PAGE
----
Endangered Sousliks tagged with radio transmitters for the first time in Bulgaria

28.07.2017

© Dimitar Gradinarov

In July, the Bulgarian Society for the Protection of Birds (BSPB), in the framework of the LIFE project "Land for Life", tagged 25 European sousliks with specially designed collars with radio transmitters. The activity was part of the translocation of 96 representatives of the species for the conservation of a threatened with extinction colony in the Zapadna Strandzha Special Protection Area.
 

This is the last known colony of European sousliks in the area where only about 10 adult individuals have remained. The translocation of sousliks from another colony will preserve the chance of survival of this last remaining colony in the area. The translocation is being made to protect this globally endangered species, but also due to the fact that sousliks are an important nutritional component in the diet of another globally endangered species - the Imperial eagle for which BSPB performs special conservation activities.
 

The captured mammals are taken from a colony in an area near the town of Sliven, which is also threatened because of the plowing of the pastures. During plowing, many sousliks have been directly killed. The survivors are deprived of habitat and are easy prey of wandering dogs and other predators due to lack of shelter. Sousliks that have been captured and translocated have a better chance of surviving in the new place.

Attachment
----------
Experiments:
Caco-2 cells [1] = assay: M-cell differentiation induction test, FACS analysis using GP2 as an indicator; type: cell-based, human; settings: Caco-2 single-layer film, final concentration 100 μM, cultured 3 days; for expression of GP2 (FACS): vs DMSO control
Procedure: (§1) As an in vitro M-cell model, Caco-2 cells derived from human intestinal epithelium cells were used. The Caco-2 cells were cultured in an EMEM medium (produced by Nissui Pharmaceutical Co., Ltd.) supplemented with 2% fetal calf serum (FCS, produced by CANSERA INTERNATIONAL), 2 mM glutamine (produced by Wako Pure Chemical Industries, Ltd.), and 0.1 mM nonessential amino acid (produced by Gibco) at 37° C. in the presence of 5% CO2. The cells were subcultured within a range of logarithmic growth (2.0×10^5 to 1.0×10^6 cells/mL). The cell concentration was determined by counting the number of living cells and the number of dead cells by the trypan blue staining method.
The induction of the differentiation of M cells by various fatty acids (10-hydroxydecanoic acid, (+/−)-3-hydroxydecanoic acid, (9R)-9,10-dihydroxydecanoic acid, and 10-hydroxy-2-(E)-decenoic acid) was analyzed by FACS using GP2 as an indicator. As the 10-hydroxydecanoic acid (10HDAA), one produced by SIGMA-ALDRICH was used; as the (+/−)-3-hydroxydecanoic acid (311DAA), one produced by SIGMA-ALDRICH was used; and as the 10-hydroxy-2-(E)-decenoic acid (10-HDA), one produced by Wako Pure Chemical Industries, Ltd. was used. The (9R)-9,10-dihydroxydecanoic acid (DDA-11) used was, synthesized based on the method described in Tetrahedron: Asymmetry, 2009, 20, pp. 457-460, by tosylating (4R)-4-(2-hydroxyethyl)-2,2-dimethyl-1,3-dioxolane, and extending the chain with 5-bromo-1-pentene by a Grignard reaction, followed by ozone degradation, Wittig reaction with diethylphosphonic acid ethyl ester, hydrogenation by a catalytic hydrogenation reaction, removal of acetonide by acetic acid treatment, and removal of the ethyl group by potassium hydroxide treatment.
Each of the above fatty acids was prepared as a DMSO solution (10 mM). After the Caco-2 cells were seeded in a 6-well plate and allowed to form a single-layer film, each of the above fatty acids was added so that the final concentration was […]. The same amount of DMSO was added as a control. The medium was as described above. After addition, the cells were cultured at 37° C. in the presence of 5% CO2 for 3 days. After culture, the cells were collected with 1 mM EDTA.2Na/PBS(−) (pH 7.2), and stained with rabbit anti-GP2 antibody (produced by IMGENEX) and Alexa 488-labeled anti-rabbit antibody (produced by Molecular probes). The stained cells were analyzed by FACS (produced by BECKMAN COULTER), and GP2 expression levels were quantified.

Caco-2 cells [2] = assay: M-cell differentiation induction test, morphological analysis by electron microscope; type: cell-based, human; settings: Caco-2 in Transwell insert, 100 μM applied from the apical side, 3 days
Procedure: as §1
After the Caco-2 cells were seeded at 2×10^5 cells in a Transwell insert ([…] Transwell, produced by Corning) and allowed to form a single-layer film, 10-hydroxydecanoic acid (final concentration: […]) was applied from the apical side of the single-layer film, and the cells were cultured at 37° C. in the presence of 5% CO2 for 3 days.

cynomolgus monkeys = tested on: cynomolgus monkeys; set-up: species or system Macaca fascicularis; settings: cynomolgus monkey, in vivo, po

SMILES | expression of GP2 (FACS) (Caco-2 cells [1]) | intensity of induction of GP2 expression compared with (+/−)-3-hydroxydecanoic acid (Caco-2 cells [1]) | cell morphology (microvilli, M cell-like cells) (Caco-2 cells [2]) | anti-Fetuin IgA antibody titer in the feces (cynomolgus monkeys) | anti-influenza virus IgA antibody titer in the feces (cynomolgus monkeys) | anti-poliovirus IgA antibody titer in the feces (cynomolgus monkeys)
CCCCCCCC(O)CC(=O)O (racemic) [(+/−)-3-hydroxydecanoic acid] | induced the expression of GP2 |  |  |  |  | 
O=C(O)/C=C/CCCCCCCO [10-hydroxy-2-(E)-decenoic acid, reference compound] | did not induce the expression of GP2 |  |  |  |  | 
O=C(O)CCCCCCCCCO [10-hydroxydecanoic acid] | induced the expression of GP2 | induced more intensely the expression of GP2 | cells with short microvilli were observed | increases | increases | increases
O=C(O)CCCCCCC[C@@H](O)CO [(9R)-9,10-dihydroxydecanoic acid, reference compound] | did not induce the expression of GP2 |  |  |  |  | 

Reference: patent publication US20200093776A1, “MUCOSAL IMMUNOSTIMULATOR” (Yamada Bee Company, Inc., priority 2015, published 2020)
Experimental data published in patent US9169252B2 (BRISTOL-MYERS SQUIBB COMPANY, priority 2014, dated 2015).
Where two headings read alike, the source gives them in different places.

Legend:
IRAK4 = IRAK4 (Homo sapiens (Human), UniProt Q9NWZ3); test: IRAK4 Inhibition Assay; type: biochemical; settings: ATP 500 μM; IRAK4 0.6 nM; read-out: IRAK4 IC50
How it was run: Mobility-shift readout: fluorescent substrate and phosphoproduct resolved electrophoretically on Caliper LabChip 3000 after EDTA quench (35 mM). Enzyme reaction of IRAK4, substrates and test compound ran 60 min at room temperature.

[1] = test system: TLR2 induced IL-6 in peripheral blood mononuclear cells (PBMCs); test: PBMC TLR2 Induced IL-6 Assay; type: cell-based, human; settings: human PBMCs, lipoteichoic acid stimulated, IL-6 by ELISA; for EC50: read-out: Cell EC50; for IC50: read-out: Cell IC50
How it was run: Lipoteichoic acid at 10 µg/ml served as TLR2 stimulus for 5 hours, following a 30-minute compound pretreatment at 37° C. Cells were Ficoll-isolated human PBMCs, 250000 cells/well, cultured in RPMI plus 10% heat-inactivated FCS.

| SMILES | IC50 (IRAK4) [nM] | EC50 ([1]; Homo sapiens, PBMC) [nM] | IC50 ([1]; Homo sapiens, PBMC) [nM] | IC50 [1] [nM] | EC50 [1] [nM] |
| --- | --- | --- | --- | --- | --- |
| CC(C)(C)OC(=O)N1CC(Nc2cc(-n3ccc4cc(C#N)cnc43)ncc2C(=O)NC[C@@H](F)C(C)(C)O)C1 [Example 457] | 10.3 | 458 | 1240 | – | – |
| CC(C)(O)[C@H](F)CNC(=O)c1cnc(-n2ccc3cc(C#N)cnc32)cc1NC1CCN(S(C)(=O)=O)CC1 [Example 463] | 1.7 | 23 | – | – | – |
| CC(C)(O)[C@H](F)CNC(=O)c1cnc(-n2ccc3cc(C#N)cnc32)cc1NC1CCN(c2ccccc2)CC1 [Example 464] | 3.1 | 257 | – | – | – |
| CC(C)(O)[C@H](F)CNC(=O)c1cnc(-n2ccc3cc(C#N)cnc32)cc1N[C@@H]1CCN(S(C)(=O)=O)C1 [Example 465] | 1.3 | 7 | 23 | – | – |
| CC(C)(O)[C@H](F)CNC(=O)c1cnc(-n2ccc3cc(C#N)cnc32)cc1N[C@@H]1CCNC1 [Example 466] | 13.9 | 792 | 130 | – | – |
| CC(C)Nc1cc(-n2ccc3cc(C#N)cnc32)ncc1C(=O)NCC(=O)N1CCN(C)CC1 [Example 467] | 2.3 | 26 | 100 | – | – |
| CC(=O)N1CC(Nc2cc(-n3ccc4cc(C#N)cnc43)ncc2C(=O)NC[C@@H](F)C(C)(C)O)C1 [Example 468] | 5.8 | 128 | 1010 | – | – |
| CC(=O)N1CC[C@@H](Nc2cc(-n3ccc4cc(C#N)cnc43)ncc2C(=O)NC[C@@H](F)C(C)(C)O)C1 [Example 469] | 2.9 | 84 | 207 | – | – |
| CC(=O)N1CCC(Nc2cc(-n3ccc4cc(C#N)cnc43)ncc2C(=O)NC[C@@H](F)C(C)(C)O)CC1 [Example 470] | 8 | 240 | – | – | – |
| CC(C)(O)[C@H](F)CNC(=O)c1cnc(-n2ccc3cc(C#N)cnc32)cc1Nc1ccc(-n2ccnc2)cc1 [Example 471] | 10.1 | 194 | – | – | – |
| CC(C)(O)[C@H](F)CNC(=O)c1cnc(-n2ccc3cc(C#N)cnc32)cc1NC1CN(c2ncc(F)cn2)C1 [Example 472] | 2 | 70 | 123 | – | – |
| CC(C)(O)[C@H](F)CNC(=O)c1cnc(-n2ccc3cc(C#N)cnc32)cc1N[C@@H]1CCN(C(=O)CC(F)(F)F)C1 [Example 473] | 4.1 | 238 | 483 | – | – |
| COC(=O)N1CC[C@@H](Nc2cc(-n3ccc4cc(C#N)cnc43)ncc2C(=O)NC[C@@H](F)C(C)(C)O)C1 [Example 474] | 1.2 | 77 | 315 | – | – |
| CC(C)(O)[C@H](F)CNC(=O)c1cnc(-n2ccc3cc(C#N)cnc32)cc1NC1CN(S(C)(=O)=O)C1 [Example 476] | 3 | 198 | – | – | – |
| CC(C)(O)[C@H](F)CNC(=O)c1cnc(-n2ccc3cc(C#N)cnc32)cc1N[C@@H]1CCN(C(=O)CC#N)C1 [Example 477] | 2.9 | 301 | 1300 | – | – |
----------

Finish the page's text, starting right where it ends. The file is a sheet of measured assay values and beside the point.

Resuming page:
The captured individuals were measured, marked with a microchip and some of them were additionally tagged with a radio transmitter for the application of modern radio telemetric methods. The radio telemetry is a widely used method for exploring the spatial behavior of endangered animal species. This method is most commonly used in large mammals such as lions, tigers, rhinoceroses, bears, wolves, and less common in small mammals. Within the framework of the project for the first time in Bulgaria small mammals have been tagged with collars with radio transmitters in order to protect them. The radio telemetry results will help to study the behavior and adaptation of the sousliks during the translocation. The captured individuals were also tested for parasites and blood samples for DNA analysis were also taken.
 

Methods with individual cells during the release of the sousliks were used for the first time, which reduces the stress of the animals during adaptation and prevents them from predators in the most critical first days in the new place.
 

The project team traces the behavior and movement of the animals. In this moment the released sousliks keep close to the release area, occupying abandoned holes of the local colony.
 

BSPB carries out this activity with the help of Dr. Yordan Koshev, leading species expert in Bulgaria, and Ph.D. student Maria Kachamakova from the Institute of Biodiversity and Ecosystem Research - BAS.

 

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